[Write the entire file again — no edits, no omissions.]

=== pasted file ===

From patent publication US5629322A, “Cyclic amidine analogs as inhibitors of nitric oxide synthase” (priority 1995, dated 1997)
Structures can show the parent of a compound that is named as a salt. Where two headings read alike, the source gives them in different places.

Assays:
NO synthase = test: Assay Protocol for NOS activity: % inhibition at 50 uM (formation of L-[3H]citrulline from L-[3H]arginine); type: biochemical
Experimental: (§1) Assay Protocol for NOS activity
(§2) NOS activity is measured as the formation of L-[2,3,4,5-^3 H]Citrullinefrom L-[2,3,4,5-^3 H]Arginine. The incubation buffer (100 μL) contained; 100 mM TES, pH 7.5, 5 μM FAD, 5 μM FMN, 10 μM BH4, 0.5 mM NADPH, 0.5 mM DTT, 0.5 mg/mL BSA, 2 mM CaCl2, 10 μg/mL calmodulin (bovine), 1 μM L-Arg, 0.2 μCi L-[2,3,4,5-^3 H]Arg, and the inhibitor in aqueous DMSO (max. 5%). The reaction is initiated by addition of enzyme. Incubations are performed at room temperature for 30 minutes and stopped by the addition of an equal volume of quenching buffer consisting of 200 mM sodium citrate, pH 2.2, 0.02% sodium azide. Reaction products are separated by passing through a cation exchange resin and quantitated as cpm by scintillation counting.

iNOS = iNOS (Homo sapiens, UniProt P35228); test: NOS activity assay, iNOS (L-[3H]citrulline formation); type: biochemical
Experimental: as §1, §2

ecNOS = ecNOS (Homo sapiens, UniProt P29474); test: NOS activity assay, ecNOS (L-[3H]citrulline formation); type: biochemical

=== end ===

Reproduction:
From patent publication US5629322A, “Cyclic amidine analogs as inhibitors of nitric oxide synthase” (priority 1995, dated 1997)
Structures can show the parent of a compound that is named as a salt. Where two headings read alike, the source gives them in different places.

Assays:
NO synthase = test: Assay Protocol for NOS activity: % inhibition at 50 uM (formation of L-[3H]citrulline from L-[3H]arginine); type: biochemical
Experimental: (§1) Assay Protocol for NOS activity
(§2) NOS activity is measured as the formation of L-[2,3,4,5-^3 H]Citrullinefrom L-[2,3,4,5-^3 H]Arginine. The incubation buffer (100 μL) contained; 100 mM TES, pH 7.5, 5 μM FAD, 5 μM FMN, 10 μM BH4, 0.5 mM NADPH, 0.5 mM DTT, 0.5 mg/mL BSA, 2 mM CaCl2, 10 μg/mL calmodulin (bovine), 1 μM L-Arg, 0.2 μCi L-[2,3,4,5-^3 H]Arg, and the inhibitor in aqueous DMSO (max. 5%). The reaction is initiated by addition of enzyme. Incubations are performed at room temperature for 30 minutes and stopped by the addition of an equal volume of quenching buffer consisting of 200 mM sodium citrate, pH 2.2, 0.02% sodium azide. Reaction products are separated by passing through a cation exchange resin and quantitated as cpm by scintillation counting.

iNOS = iNOS (Homo sapiens, UniProt P35228); test: NOS activity assay, iNOS (L-[3H]citrulline formation); type: biochemical
Experimental: as §1, §2

ecNOS = ecNOS (Homo sapiens, UniProt P29474); test: NOS activity assay, ecNOS (L-[3H]citrulline formation); type: biochemical